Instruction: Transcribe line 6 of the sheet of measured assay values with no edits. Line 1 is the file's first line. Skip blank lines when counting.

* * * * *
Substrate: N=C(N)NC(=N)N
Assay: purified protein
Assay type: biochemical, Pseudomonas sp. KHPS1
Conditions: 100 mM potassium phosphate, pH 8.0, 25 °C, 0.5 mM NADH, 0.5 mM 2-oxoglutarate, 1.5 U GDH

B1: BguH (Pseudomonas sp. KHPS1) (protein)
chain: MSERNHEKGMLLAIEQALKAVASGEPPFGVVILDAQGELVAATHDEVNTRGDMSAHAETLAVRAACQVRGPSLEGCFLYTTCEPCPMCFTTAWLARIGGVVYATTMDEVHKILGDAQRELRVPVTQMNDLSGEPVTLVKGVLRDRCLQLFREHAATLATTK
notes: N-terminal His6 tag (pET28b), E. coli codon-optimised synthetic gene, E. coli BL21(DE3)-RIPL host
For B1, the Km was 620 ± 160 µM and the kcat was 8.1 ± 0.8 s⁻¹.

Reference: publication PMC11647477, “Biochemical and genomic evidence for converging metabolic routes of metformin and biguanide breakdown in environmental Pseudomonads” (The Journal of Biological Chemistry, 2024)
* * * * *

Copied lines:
chain: MSERNHEKGMLLAIEQALKAVASGEPPFGVVILDAQGELVAATHDEVNTRGDMSAHAETLAVRAACQVRGPSLEGCFLYTTCEPCPMCFTTAWLARIGGVVYATTMDEVHKILGDAQRELRVPVTQMNDLSGEPVTLVKGVLRDRCLQLFREHAATLATTK